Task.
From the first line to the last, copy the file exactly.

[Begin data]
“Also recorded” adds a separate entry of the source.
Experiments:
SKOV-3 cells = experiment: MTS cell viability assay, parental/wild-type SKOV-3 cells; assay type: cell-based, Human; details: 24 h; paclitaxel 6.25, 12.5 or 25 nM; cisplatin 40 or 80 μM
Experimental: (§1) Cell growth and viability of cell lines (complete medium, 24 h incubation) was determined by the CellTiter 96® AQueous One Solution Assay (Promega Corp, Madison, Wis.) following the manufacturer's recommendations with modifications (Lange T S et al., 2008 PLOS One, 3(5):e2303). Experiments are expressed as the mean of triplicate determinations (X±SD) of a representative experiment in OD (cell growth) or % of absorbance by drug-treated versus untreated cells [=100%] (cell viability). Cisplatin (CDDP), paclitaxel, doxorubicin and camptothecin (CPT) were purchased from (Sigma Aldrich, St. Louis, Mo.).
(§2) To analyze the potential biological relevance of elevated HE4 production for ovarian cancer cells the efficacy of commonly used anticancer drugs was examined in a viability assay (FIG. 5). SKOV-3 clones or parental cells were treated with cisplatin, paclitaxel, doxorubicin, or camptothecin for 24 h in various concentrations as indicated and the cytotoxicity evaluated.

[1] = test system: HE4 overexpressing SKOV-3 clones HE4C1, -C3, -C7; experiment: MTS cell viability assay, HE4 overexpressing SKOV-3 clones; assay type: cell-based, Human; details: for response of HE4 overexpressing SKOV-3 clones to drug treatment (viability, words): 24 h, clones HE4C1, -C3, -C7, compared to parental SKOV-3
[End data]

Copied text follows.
“Also recorded” adds a separate entry of the source.
Experiments:
SKOV-3 cells = experiment: MTS cell viability assay, parental/wild-type SKOV-3 cells; assay type: cell-based, Human; details: 24 h; paclitaxel 6.25, 12.5 or 25 nM; cisplatin 40 or 80 μM
Experimental: (§1) Cell growth and viability of cell lines (complete medium, 24 h incubation) was determined by the CellTiter 96® AQueous One Solution Assay (Promega Corp, Madison, Wis.) following the manufacturer's recommendations with modifications (Lange T S et al., 2008 PLOS One, 3(5):e2303). Experiments are expressed as the mean of triplicate determinations (X±SD) of a representative experiment in OD (cell growth) or % of absorbance by drug-treated versus untreated cells [=100%] (cell viability). Cisplatin (CDDP), paclitaxel, doxorubicin and camptothecin (CPT) were purchased from (Sigma Aldrich, St. Louis, Mo.).
(§2) To analyze the potential biological relevance of elevated HE4 production for ovarian cancer cells the efficacy of commonly used anticancer drugs was examined in a viability assay (FIG. 5). SKOV-3 clones or parental cells were treated with cisplatin, paclitaxel, doxorubicin, or camptothecin for 24 h in various concentrations as indicated and the cytotoxicity evaluated.

[1] = test system: HE4 overexpressing SKOV-3 clones HE4C1, -C3, -C7; experiment: MTS cell viability assay, HE4 overexpressing SKOV-3 clones; assay type: cell-based, Human; details: for response of HE4 overexpressing SKOV-3 clones to drug treatment (viability, words): 24 h, clones HE4C1, -C3, -C7, compared to parental SKOV-3